Saturday, May 28, 2011

Why Authors Should Be Involved

I always knew that authors don't often get a say when it comes to their book covers. That's pretty much a fact of life. And anyone who's ever read a book will eventually stumble upon one that has a cover that is in no way related to the book. When I see those, I often wonder how that happens. Was the illustrator told nothing about the book? Does someone tell them what to draw? Do they read the book or gloss over it and then come up with something on their own? The cover illustration process is not something I'm familiar with. But I've also never bothered because, again, what does it matter if I get no say in the matter?

However, what I didn't know about until today was "whitewashing." I suppose I should have - I remember actually reacting to the cover of Maurice Broaddus's King Maker, thinking, "Holy cow, a black guy on the cover of a fantasy book!" But overall, I didn't. Whitewashing, for those of you who don't know (like myself five minutes ago), is when the main character(s) of a book are decidedly NOT white, and yet the cover features said character(s) with white representations. I first read about it at Calico Reaction's journal and then headed over to The Book Smugglers for more info.

My initial thought was, "Seriously? Are we really still doing this?" The racism thing, I mean. Because let's face it - it is racism. In a really lame way. The claim the publishers make is that when there are people of color on the covers, the books simply don't sell as well. Frankly, I'd like to see the hard data on this. Then again, it's going to be kind of tricky to get a decent amount of data since there's such a small percentage of covers that feature non-white characters.

Though we're not supposed to judge books by their covers, the simple fact is that we still do. The cover is what first catches our eye. But does it really matter if there's a brown-skinned girl on the cover vs. a white-skinned girl? Yes, I think it does. But not in the way the publishers are thinking. If I open up a book and I'm reading along, I'm going to notice that, hey, this character is actually supposed to be Japanese - what's with the blond chick on the cover? Or with the example on The Book Sugglers blog of Esther Friesner’s Sphinx’s Princess, the girl is supposed to be - duh - Egyptian. To me, those look like major mistakes. It makes the publisher look stupid in my eyes. In my mind, I think, "Way to not pay attention to the book, guys." Incorrect covers always look stupid. And now that I'm aware of this issue, I shake my head and still can't believe the blatant ignorance of the publishers - especially when readers freak out enough to actually force the publishers to release a corrected cover. Shouldn't that be some sort of wake-up call to them that a great many people are over such issues? That we just want good books and we don't need our intelligence insulted?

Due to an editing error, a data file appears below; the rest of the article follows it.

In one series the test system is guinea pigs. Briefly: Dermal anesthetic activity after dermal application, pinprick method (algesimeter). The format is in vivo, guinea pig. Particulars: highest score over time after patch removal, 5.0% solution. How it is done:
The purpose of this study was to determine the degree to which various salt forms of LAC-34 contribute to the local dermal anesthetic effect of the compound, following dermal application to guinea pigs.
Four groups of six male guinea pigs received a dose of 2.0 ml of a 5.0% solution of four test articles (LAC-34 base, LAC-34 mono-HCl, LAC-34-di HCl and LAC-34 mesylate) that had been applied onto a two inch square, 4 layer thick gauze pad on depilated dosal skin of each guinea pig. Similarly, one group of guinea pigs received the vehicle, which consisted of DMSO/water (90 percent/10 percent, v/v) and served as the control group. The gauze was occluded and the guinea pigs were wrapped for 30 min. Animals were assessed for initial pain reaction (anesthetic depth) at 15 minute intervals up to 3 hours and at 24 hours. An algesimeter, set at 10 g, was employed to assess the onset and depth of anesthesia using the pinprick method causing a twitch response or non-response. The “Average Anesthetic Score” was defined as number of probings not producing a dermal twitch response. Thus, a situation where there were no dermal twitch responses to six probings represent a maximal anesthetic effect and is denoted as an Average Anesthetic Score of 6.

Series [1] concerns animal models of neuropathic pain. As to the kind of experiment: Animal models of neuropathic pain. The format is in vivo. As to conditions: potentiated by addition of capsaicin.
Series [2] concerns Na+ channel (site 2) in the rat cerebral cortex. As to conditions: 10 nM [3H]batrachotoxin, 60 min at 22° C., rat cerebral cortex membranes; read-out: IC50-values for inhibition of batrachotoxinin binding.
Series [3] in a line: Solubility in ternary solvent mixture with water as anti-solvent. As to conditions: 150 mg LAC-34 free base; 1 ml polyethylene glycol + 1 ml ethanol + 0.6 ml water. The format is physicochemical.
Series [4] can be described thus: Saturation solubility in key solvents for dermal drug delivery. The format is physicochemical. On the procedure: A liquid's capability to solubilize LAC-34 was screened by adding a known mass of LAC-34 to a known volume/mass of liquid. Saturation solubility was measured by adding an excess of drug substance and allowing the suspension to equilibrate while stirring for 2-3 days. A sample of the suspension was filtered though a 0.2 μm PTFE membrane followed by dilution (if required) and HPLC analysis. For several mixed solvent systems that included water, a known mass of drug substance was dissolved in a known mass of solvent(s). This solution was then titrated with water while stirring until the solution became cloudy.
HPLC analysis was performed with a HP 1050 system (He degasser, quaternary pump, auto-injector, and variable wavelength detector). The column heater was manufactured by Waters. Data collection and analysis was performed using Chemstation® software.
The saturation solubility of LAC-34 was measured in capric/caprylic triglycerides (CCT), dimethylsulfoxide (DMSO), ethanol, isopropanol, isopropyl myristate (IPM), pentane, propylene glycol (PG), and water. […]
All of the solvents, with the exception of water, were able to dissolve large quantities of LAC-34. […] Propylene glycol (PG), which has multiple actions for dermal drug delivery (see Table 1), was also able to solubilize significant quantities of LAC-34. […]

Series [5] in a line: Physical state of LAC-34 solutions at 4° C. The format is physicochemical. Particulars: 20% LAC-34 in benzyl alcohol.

As mentioned on The Book Smugglers, the other claim is that white readers won't be able to relate to the books if there are people of color on the covers.'s okay to slap a white person on the cover even when I'm going to read the book, the author will let me know the main character has brown skin and dark hair? If that's the case, shouldn't that mean I'll suddenly not be able to relate and I'll put the book down anyway? Hmm. Nevermind the simple fact that technically I can't relate to living on a spaceship, hooking up with a shape-shifter, being chased by demons, or traveling through time. If you're going to be racist, shouldn't you at least be racist in a more logical manner (if such a thing exists)? Everything from fantasty to SF to half the romance genres out there have situations that are so far from relatable, it's ridiculous. Yet we read them because why? They're interesting, fun, and we suspend our disbelief. That's the whole point of reading. Anyone read John Scalzi's Old Man's War? Excellent book - and the main protagonist was green.

"So Nicole, are you saying covers don't influence you at all?" Oh no, don't get me wrong, they can and sometimes do lure me in or turn me off. But not because of someone's skin color. That's old, old news (at least, I think it should be). I tend to roll my eyes and wonder when people are going to get over it. Sure, I'm not going to go out and buy books by, say, Kiki Swinson, but it's has nothing to do with the cover - I'm just not a reader of the urban fiction genre and I'm not the target demographic anyway. Even if the characters in urban fiction were white, I still wouldn't be into it. And the same can be said for horror and religious fiction. I've sampled, but I just can't get into it. What covers do turn me off? Fantasy and SF covers that look like they're still being churned out of the 70s and 80s (sorry Mercedes Lackey, but I'm just not diggin' it - but I know it's not your fault).

But that's getting off topic. I'd like to think that publishers would get over their stupidity when it comes to this particular topic and just create covers that make sense. A few outcries have already changed things, as has time, so here's hoping that they'll realize all we want are covers that look good with great stories inside of them. And for heaven's sakes, let the authors have just a little bit more input when it comes to the covers - especially when they see that their character(s) look nothing like the do in the book.

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